Interview with Jack Rollins, National Association of Medicaid Directors
Regulation | January 13, 2021 | by Jill Schumann
Jack Rollins, Program Director for Federal Policy with the National Association of Medicaid Directors, joined the LeadingAge Coronavirus Update Call on January 13, 2021.
Jack Rollins, Program Director for Federal Policy with the National Association of Medicaid Directors, joined the LeadingAge Coronavirus Update Call on January 13, 2021. He answered questions from Ruth Katz and from callers.
(Listen to the interview here.)
Q: What are state Medicaid programs looking like, nearly a year into the pandemic? What are you hearing from Medicaid directors?
A: For this past year Medicaid directors have been laser-focused on COVID-19 and on issues of equity. They are also preparing for significantly reduced budget resources for states. It is difficult to get a specific sense of exactly what the budget challenges will be as there may be more federal interventions. This year has seen FMAP enhancement but also enrollment growth. States are trying to manage in a time of reduced resources and increased uncertainty.
Q: You mentioned that Medicaid directors are working on equity issues – please say more.
A: As you know, Medicaid focuses on underserved and lower income people, many of whom are racial and ethnic minorities. Medicad department staff and leadership at the state level don’t necessarily reflect their constituents, so directors are examining that and identifying ways to address it. They also want to be sure not to inadvertently exacerbate inequities in the distribution of vaccines. They are reaching out to partners who can assist.
Q: Please talk a bit about the various Medicaid-funded settings and COVID-19.
A: There has not been much federal attention to HCBS services. Significant federal focus has been on institutional settings, as the ACIP recommendations indicated in vaccine prioritization. But we certainly advocate for a focus on the entire universe of long term services and supports.
Q: What are you hearing about PACE organizations? How does PACE fit into Medicaid directors’ thinking?
A: There really hasn’t been much conversation about PACE and COVID, so I don’t have much to report.
Q: Would you say more about states’ financial challenges and issues of a pandemic-related recession?
A: In the early months of the pandemic, states saw a dramatic impact on state revenues and on demands and needs for services. Some mitigation measures have been helpful, such as the ability to use 1915 C Appendix K to help support providers, but CMS has put a limit on that. There have been some targeted increases to nursing home rates and some for other settings. The impact on providers has been variable. Providers who could adopt telehealth are doing okay. However, some HCBS settings can’t use telehealth. Behavioral health, for example, has seen a rapid adoption of telehealth for visits previously done in person. Some states pay at parity with in-person visits for those sessions, while others have reduced rates for telehealth visits. Medicaid directors want all types of providers to remain viable and worry about the potential loss of providers because of the pandemic.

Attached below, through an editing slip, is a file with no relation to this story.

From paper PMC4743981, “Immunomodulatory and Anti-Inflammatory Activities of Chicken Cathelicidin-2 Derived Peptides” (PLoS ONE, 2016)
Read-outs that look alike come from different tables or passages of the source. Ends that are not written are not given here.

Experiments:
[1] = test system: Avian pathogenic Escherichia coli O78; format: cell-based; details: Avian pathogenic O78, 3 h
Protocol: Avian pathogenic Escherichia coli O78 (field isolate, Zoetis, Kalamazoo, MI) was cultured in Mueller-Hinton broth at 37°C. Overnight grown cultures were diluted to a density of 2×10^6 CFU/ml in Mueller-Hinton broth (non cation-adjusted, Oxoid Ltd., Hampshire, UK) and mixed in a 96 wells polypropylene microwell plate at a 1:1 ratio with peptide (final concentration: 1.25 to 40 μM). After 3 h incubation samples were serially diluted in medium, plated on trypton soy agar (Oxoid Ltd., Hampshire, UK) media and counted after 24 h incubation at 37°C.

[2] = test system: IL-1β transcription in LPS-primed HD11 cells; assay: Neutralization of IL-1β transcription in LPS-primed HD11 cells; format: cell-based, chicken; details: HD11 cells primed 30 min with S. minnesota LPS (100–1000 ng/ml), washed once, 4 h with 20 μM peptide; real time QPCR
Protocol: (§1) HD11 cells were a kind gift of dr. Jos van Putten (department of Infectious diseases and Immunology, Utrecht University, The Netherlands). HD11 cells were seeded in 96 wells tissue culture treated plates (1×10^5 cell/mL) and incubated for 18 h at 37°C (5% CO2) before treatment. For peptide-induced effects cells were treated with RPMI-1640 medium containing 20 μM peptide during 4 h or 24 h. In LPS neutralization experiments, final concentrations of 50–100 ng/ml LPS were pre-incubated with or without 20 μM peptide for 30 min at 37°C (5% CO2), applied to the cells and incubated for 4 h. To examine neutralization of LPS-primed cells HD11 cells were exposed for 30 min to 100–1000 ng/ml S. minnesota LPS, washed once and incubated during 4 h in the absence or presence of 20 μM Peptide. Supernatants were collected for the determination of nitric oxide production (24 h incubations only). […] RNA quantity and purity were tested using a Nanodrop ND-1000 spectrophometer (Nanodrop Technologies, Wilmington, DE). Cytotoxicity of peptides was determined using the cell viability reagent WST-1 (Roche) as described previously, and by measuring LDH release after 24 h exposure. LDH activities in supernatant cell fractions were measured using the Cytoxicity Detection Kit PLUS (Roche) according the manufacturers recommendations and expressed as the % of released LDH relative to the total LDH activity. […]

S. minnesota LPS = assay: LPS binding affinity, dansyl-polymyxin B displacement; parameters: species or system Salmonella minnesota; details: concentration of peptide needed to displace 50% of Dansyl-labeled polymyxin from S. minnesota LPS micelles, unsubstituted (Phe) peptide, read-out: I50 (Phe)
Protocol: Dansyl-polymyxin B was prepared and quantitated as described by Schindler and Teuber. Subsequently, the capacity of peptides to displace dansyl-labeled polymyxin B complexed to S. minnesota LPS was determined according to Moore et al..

Q: We, too, worry about the viability of our provider members, including adult day services, many of which have had to close during the pandemic. How are you seeing the role of CARES Act funding?
A: States have been able to use CARES Act dollars to provide some funds to sustain the delivery infrastructure, but the specifics are at the discretion of individual governors. We are grateful that the deadline for expending CARES Act funds has been extended to December 31, 2021. Medicaid programs have not been well-served by the Provider Relief Funds. We continue to hope and advocate for more federal relief of some kind.
Q: Rates for Medicaid programs vary so widely across the states and some rates don’t cover the cost of care. Can you help us think about solutions?
A: States are in difficult and unpredictable fiscal circumstances. You can help by advocating for greater certainty of federal funding. For example, it would be good to separate the FMAP increase from the declared public health emergency. With greater federal funding certainty states could start propping up the provider infrastructure.
Q: Please talk for a minute about COVID-19 vaccines and the role of Medicaid directors.
A: Medicaid directors are working on the vaccine rollout and are trying to figure out how to get vaccinator partners in place and how to reimburse them. With 1135 waivers the federal government is trying to smooth the way. For example, some states are looking to use veterinarians to be vaccinators – so flexibility ix key. HHS has encouraged states to pay the standard rate for COVID administration, but this can get complicated, including at the intersection with FQHCs and their much higher rates.
Q: Looking ahead to the coming year, what are some federal administrative actions we might expect?
A: In the short term, the next three months, the focus will be entirely on COVID-19 – getting the pandemic under control and vaccinating people. Longer term we anticipate that some of the Trump Administration’s actions will be rolled back. Examples might be the sunsetting of regulatory actions and pharmaceutical actions, and a working through of things more systematically. Other things might include changes in access to Medicaid and eligibility criteria, and addressing the social determinants of health in the Medicaid program.
Q: Looking ahead, given state budget constraints coupled with the need for adequate funding, what can LeadingAge members do to change the conversation?
A: Provide as much data and information about this as possible. Engage in federal advocacy and make the case to Congress about the need for additional investments in rates and infrastructure.